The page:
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What it takes to win elections

If Bobby Kahn turns out one more press release on Georgia's economy, I think I'll cut off my fax machine.

Hasn't the state Democratic Party chairman figured out anything? Doesn't Kahn know most people don't care about the state's economy? They'd rather giggle at the governor bumping into a wall again than hear about another plant closing or to learn of a new one opening in the state.

If you've got a secure job, you're in great shape. You're ready to vote Republican. If you're out of work or about to lose your job to outsourcing or mergers or bankruptcy, you don't give a damn about the Georgia economy.

You're scared to death. You're wondering what to do next. How you may vote several months from now is not even on your radar.

So Georgia has the worst unemployment figures in the country, and our median income is nose-diving - so what?

You'd think Kahn would learn something from the Republicans or from his own party's past.

Important stuff, defined by statistics, doesn't resonate. Real people, not those pointy-headed academics, don't get much from figures and charts. Most news reporters and editors have problems dealing with numbers larger than their shoe sizes. On the evening news, a fistfight over a barking dog trumps a press conference on declining wages every time.

Kahn should limit his press reports only to matters that can pass the love-or-loathe test - issues that make you want to stand up and cheer or, better still, that make you want to jeer and detest some person or group of persons.

Look how the Republicans won the last governor's election:

They discovered that many voters hated Gov. Roy Barnes. Those voters turned out because they were mad as hell about Barnes downplaying the Confederate battle flag on the new state banner. Teachers went en masse to the polls because they hated the idea they would be treated like employees in most other occupations. They would be held accountable for their work.

When the ballots were tallied, both flaggers and teachers enjoyed a momentary thrill of victory only to be hit shortly thereafter with the agony of betrayal.

Now consider how Republicans won both houses of the Legislature in 2004.

Voters despised homosexuals, especially the idea they might try to wed each other. The electorate mobbed the polls in near-record numbers to ratify a state constitutional amendment to block gay marriages. It didn't matter that at least two laws prohibiting such arrangements already existed. While voters zapped improbable same-sex weddings, they also cast ballots in favor of GOP candidates.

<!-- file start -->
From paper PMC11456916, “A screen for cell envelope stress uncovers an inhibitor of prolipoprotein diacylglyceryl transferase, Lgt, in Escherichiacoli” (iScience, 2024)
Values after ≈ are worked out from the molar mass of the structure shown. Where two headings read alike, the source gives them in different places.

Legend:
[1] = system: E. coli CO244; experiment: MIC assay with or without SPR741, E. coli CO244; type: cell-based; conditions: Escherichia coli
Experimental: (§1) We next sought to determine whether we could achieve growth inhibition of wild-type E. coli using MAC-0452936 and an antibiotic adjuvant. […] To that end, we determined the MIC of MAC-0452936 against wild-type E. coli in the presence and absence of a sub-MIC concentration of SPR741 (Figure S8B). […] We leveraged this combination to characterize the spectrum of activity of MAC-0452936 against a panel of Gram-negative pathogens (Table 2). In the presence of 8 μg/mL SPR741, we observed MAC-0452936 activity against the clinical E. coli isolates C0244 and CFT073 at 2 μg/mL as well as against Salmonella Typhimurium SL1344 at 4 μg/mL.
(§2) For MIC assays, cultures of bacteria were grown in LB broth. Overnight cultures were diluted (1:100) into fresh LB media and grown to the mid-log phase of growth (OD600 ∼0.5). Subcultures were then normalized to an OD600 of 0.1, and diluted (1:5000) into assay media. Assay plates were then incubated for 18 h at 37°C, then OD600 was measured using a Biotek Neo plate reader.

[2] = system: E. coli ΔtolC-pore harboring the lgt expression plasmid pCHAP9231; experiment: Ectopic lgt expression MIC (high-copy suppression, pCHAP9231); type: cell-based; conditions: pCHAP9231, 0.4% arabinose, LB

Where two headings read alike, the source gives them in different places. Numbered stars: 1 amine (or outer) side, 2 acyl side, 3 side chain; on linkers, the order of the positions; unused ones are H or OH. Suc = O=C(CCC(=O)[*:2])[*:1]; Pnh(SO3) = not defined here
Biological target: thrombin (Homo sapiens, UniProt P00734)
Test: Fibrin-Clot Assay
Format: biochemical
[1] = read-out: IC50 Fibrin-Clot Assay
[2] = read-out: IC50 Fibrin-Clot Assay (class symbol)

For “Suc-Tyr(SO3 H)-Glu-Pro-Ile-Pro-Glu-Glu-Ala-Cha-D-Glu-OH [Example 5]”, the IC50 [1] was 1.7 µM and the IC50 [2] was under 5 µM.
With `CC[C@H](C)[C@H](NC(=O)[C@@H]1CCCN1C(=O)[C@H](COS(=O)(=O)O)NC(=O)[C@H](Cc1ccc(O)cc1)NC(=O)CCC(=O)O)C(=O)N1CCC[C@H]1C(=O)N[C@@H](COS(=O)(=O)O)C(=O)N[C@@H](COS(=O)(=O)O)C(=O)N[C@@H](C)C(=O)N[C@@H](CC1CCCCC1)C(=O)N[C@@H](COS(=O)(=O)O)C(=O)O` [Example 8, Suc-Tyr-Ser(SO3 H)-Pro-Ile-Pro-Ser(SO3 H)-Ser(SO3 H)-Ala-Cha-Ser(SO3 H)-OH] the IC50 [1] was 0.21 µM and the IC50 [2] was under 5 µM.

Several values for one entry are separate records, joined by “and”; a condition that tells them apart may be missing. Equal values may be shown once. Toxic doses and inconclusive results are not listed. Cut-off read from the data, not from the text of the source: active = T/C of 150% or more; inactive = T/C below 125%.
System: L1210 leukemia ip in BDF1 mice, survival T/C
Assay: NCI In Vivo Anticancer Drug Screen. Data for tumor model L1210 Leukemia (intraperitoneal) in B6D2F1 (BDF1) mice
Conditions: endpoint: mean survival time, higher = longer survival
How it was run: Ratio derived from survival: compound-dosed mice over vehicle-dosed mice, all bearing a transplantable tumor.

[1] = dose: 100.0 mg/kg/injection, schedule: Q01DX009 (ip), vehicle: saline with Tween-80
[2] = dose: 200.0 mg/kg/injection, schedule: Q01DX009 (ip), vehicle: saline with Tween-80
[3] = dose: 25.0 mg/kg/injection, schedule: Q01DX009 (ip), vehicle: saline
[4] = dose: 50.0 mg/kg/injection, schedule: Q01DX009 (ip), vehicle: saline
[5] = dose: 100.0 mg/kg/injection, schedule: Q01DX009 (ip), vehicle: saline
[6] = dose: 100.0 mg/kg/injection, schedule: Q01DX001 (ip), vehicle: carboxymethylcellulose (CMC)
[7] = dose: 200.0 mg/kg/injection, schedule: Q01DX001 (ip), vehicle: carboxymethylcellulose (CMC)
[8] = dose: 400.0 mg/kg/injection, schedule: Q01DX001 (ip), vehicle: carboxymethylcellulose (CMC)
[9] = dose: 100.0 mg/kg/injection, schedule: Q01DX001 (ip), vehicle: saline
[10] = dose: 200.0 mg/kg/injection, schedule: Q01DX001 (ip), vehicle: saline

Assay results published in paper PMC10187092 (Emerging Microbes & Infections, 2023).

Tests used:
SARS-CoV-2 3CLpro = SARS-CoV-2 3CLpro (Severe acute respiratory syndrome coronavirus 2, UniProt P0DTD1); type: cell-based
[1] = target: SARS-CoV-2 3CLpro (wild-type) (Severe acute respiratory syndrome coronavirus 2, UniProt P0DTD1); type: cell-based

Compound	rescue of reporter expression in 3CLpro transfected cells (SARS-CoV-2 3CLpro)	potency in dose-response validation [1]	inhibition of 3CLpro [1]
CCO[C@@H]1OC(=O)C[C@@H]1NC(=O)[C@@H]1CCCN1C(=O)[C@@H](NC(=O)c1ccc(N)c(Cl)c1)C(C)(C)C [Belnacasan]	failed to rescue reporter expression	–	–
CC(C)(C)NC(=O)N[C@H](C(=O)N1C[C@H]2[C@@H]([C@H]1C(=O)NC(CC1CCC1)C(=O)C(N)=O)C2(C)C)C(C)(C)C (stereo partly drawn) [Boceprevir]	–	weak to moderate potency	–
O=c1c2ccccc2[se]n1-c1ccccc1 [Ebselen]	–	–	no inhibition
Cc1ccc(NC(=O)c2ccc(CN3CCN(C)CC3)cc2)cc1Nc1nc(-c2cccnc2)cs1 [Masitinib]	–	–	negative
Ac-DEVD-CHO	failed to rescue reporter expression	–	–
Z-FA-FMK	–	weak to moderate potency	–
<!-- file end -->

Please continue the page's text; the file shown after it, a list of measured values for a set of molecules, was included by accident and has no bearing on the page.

Beware, the Republicans are trying to perform an encore with added flourishes in the 2006 election.

The Perdue administration had hoped to offer a constitutional amendment reinforcing present public policy on providing taxpayer cash for church-sponsored social programs. The Legislature has nixed that measure, at least temporarily. However, as the session draws to a close, don't be surprised to see sleight-of-hand measures on the faith-based issue pop up again.

This year, Republicans' best bet for an emotional fix and a spur to voter turnout may come from Ralph Reed - if he manages to best Sen. Casey Cagle in the primary for lieutenant governor. In fact, Reed's primary vote could be a true measure of the "family values" vote in strength.

Despite an aura of scandal, Reed is still a rock-star-like politician. No matter what is alleged about Reed in Washington, his fans adore him. Reed's appearance on the ballot would give the multitudes a chance to thumb their noses at the despised media.

A Reed victory would tell the world that Georgia doesn't care what the TV networks and newspapers think. Religious conservatives still love Ralph and hate those other guys, especially those liberal news snoops. Meanwhile, the big media keep pounding Reed. The April issue of Washington Monthly magazine depicts Reed as a calculating weasel whose popularity in Georgia has worn thin.

One other note: Reed is deplored nationally for his alleged participation in a scheme to bilk Indian casino operators out of millions. However, as any Georgia history buff knows, cheating Indians is not considered such a bad practice in the Peach State. Ask any Cherokee.

Of course, the Republican brain trust, including Reed, did not invent the emotional trigger to fire up voters. It is a tried-and-true Democratic device.

While Georgia and other Southern states wallowed in poverty and illiteracy for more than a century after the Civil War, their elected leaders, all Democrats, devoted their fiery campaign rhetoric to maintaining "white only" signs at public accommodations. Indeed, Lyndon Johnson's abandonment of racist politics opened the door to a Republican takeover of the South, but that is a story you have heard before.

Syndicated columnist Bill Shipp writes on Georgia politics. Write him at P.O. Box 440755, Kennesaw, GA 30160, or e-mail bshipp@bellsouth.net. His Web site is www.billshipp.com. His column appears on Wednesday and Sunday.